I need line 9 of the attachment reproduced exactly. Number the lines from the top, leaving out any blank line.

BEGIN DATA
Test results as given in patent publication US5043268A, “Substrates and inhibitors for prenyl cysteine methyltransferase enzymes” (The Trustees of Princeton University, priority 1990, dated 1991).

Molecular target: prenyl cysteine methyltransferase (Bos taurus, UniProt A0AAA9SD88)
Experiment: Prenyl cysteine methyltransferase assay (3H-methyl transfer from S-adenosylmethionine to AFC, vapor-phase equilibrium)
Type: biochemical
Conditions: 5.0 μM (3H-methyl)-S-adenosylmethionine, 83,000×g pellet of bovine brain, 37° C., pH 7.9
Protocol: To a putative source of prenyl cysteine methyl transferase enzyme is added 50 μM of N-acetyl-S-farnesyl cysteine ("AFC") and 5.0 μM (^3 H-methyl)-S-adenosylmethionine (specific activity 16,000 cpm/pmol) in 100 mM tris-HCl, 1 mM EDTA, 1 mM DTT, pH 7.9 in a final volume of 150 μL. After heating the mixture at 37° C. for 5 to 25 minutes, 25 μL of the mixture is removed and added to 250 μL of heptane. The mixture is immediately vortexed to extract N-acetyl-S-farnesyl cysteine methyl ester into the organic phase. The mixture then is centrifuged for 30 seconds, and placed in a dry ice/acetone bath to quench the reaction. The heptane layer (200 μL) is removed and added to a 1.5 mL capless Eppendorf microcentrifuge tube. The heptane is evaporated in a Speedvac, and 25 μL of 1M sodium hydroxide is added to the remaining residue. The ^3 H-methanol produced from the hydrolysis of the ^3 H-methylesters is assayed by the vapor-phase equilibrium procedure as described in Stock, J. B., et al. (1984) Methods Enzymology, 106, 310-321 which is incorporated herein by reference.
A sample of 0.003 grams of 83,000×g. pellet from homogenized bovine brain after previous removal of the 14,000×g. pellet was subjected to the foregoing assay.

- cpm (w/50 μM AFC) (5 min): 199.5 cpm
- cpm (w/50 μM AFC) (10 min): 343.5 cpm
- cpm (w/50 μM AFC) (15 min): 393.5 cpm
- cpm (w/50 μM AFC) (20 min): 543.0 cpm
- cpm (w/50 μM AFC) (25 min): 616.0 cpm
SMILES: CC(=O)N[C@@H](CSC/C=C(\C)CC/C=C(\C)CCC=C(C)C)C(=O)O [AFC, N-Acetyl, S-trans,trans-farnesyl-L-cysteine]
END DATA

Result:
- cpm (w/50 μM AFC) (10 min): 343.5 cpm